Political Disaffection: What We Can Learn from Asking the People

Research output: Contribution to journalArticleAcademicpeer-review

8 Citations (Scopus)

Abstract

This interpretive study of the meaning of politics for Dutch citizens offers a distinct contribution to the debate about political disaffection. Politically disaffected citizens interviewed understand politics in terms of a lifeworld-politics clash, and they espouse a policy-oriented ideal of politics that puts their lifeworld at the centre. Although their approach suggests that they turn away from institutional politics that fails this ideal, their citizenship is political, and they demand acknowledgement and inclusion of their view of reality rather than simply improvement in policy quality. These citizens assume themselves to be standing together with others presumably sharing their common sense understandings of what politics should be and how it fails in reality. However, with their micro-level interpretations, they also often see themselves standing alone in politics, without aggregation, integration and articulation of their complaints and demands. So, although confident, opinionated and oriented towards ‘big’ politics, this citizenship is defined by disjunction
Original languageEnglish
Pages (from-to)504-523
JournalParliamentary Affairs
Volume63
Issue number3
DOIs
Publication statusPublished - 2010

Fingerprint

politics
citizen
citizenship
micro level
complaint
aggregation
inclusion
interpretation
demand

Cite this

@article{3e9ea6b3efb844a0952814e9842bfea4,
title = "Political Disaffection: What We Can Learn from Asking the People",
abstract = "This interpretive study of the meaning of politics for Dutch citizens offers a distinct contribution to the debate about political disaffection. Politically disaffected citizens interviewed understand politics in terms of a lifeworld-politics clash, and they espouse a policy-oriented ideal of politics that puts their lifeworld at the centre. Although their approach suggests that they turn away from institutional politics that fails this ideal, their citizenship is political, and they demand acknowledgement and inclusion of their view of reality rather than simply improvement in policy quality. These citizens assume themselves to be standing together with others presumably sharing their common sense understandings of what politics should be and how it fails in reality. However, with their micro-level interpretations, they also often see themselves standing alone in politics, without aggregation, integration and articulation of their complaints and demands. So, although confident, opinionated and oriented towards ‘big’ politics, this citizenship is defined by disjunction",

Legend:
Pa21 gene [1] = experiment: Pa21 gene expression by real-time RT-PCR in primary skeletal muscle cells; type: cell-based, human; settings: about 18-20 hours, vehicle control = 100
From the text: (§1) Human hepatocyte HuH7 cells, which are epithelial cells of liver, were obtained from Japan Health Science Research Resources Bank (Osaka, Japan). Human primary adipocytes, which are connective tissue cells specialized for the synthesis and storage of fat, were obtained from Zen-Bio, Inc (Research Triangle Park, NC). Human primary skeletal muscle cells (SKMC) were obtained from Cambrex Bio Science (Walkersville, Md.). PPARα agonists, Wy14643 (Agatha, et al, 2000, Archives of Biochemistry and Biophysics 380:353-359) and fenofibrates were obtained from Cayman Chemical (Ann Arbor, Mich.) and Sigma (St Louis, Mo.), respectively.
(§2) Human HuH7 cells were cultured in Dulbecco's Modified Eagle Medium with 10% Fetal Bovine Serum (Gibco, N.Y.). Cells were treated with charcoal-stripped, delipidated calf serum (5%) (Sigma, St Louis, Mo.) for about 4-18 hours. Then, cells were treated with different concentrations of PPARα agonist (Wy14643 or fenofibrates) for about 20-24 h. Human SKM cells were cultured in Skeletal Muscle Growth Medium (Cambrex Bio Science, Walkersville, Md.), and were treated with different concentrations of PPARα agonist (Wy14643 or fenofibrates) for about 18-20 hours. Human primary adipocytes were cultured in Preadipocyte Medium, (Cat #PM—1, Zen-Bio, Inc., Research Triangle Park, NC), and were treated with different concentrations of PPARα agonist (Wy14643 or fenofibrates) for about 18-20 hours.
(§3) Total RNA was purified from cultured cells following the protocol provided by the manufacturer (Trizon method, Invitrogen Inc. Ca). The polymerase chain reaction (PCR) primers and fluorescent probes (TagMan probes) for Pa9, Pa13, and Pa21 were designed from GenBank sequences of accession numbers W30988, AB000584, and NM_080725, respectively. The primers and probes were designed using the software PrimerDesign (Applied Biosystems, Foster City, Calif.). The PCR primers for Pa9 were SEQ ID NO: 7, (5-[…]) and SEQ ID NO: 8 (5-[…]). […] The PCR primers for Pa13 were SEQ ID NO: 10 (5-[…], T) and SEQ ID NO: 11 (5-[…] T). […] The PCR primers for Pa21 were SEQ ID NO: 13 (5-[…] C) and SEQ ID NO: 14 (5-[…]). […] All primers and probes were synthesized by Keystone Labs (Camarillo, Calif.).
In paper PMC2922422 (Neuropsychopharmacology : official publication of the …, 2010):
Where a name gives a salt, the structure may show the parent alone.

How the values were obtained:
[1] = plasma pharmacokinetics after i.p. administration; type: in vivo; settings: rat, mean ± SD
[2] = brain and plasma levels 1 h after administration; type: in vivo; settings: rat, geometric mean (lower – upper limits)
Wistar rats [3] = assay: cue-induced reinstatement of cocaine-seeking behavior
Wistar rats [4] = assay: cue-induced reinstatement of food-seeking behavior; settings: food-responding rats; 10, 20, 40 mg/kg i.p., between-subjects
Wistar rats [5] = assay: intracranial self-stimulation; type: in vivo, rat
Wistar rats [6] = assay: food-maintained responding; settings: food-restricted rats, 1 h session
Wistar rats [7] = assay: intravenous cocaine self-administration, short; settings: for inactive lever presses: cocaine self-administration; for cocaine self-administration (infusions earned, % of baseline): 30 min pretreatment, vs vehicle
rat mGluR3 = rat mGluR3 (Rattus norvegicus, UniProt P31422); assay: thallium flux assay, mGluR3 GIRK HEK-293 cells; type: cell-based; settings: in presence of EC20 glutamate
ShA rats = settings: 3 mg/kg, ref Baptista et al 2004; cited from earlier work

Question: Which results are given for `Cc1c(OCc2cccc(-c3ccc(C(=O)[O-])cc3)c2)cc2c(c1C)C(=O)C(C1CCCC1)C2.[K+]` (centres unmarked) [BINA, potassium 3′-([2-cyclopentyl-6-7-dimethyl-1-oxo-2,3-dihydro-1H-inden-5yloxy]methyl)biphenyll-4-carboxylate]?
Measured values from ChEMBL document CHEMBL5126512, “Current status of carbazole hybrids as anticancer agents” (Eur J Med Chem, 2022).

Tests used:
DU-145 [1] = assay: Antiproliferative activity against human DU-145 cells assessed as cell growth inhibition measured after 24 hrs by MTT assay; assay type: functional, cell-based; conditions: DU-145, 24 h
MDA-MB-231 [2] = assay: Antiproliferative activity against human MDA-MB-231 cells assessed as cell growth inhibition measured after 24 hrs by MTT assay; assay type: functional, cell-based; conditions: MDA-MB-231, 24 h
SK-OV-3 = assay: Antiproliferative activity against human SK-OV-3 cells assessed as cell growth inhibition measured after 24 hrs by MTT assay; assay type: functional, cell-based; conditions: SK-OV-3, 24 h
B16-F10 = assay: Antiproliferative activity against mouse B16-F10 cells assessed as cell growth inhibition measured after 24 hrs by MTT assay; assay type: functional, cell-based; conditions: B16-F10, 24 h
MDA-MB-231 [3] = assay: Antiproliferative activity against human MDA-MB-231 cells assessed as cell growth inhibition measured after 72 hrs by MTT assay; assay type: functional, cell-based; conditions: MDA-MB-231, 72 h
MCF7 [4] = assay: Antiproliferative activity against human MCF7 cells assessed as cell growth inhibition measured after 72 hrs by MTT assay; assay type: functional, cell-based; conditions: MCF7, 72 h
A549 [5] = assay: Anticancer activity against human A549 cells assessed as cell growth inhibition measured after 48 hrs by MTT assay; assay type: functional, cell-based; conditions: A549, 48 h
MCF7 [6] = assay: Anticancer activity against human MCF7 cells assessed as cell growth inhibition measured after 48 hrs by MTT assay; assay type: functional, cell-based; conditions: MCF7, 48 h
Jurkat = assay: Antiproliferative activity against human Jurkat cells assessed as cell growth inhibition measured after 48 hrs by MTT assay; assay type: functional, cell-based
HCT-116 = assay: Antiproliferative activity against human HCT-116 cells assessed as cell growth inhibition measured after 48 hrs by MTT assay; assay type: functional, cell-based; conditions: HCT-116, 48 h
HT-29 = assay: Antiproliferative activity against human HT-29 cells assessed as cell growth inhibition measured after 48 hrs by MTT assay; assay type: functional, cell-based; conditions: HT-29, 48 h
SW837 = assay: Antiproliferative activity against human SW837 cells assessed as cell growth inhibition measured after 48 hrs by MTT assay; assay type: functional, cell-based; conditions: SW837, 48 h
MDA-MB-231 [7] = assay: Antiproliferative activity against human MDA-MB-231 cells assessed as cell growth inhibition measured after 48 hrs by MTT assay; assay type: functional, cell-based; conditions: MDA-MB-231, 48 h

author = "{van Wessel}, M.G.J.",
note = "published online on March 1, 2010",
year = "2010",
doi = "10.1093/pa/gsq004",
language = "English",
volume = "63",
pages = "504--523",
journal = "Parliamentary Affairs",
issn = "0031-2290",
publisher = "Oxford University Press",
number = "3",

}

Political Disaffection: What We Can Learn from Asking the People. / van Wessel, M.G.J.

In: Parliamentary Affairs, Vol. 63, No. 3, 2010, p. 504-523.

Research output: Contribution to journalArticleAcademicpeer-review

TY - JOUR

T1 - Political Disaffection: What We Can Learn from Asking the People

AU - van Wessel, M.G.J.

N1 - published online on March 1, 2010

PY - 2010

Y1 - 2010

N2 - This interpretive study of the meaning of politics for Dutch citizens offers a distinct contribution to the debate about political disaffection. Politically disaffected citizens interviewed understand politics in terms of a lifeworld-politics clash, and they espouse a policy-oriented ideal of politics that puts their lifeworld at the centre. Although their approach suggests that they turn away from institutional politics that fails this ideal, their citizenship is political, and they demand acknowledgement and inclusion of their view of reality rather than simply improvement in policy quality. These citizens assume themselves to be standing together with others presumably sharing their common sense understandings of what politics should be and how it fails in reality. However, with their micro-level interpretations, they also often see themselves standing alone in politics, without aggregation, integration and articulation of their complaints and demands. So, although confident, opinionated and oriented towards ‘big’ politics, this citizenship is defined by disjunction

AB - This interpretive study of the meaning of politics for Dutch citizens offers a distinct contribution to the debate about political disaffection. Politically disaffected citizens interviewed understand politics in terms of a lifeworld-politics clash, and they espouse a policy-oriented ideal of politics that puts their lifeworld at the centre. Although their approach suggests that they turn away from institutional politics that fails this ideal, their citizenship is political, and they demand acknowledgement and inclusion of their view of reality rather than simply improvement in policy quality. These citizens assume themselves to be standing together with others presumably sharing their common sense understandings of what politics should be and how it fails in reality. However, with their micro-level interpretations, they also often see themselves standing alone in politics, without aggregation, integration and articulation of their complaints and demands. So, although confident, opinionated and oriented towards ‘big’ politics, this citizenship is defined by disjunction

U2 - 10.1093/pa/gsq004

DO - 10.1093/pa/gsq004

M3 - Article

VL - 63

SP - 504

EP - 523

JO - Parliamentary Affairs

JF - Parliamentary Affairs

SN - 0031-2290

IS - 3

ER -